Dear 25-Year-Old-Chloe, Calm. The Fuck. Down.
I know what you’re thinking. “Yeh, whatever, it’s all very well for you, sitting on your pile of data, streamlined protocols and scientific reading. What about me down here, with all these new challenges to face, documents to write and troubleshooting to do?!”
Well, I’ve got news for you, kid. Those challenges I faced and overcame this year which LEAD to the pile of data and streamlined protocols and scientific reading: they were new and terrifying for me too.
Please remember that every challenge you face it just that: a challenge. Please remember to just have FAITH that it’s all going to come together eventually. It will take a lot of work, granted. And you need to have a very open mind when it comes to the question of what “everything having come together” is going to look like. In the very WORST case scenario, “everything having come together” is going to look like an abandoned protocol that just wouldn’t work out for you. It’s going to look like negative data which isn’t quite good enough to publish. It’s going to look like some self-important big-wig criticizing your work in front of a room full of people. None of these things are worthy of the levels of anxiety you are most likely devoting to them already; despite the fact that none of them have actually happened.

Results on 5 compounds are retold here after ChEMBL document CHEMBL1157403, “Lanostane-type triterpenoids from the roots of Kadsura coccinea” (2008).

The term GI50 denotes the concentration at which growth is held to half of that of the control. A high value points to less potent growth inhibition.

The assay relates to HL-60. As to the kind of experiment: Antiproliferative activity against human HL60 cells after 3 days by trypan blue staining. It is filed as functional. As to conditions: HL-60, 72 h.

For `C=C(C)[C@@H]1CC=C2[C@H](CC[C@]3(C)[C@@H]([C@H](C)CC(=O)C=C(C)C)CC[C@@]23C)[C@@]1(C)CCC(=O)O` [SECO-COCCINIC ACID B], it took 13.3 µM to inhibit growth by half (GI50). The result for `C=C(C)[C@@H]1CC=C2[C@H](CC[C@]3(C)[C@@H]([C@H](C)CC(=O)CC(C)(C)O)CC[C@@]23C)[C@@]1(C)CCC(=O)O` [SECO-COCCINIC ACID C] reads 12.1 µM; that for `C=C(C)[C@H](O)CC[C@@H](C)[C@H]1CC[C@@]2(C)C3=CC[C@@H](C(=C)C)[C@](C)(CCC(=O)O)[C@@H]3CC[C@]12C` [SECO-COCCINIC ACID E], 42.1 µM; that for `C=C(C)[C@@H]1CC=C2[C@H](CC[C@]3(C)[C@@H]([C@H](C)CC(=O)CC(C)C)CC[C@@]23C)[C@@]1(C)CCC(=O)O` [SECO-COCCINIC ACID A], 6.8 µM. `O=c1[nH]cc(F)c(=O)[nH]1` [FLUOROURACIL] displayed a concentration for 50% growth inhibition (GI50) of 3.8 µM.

While every new challenge is a new challenge, the concept of a new challenge isn’t actually new. You know how to deal with it (i.e. just DEAL WITH IT), and you know what you expect (i.e. the unexpected). Don’t worry about not knowing where to start, because wherever you start is a great place to start. The point is: you’ve started. Don’t worry about wasting time by starting in the wrong place because…don’t you realise how ridiculous that sounds? You’re LEARNING: everything is new: everything is a starting point.
If you’ve just read those past four paragraphs and still feel like climbing into a time machine and strangling me for being a patronising wanker who could NEVER understand this pain, then you need to GO OUTSIDE. Failing that: watch a movie, have a nap, read a book, call your Mum, go for a pint, look at pictures of cats on the internet. There is no point in trying to be productive right now.
I’m pretty sure you can get through this PhD, and so does your supervisor, and so do your colleagues, and so does your family. I know you could argue with all these people to the ends of the Earth right now about how wrong they all are, and how stupid and incapable and overemotional and inadequate you are. But, before you do, please:
Calm. The Fuck. Down.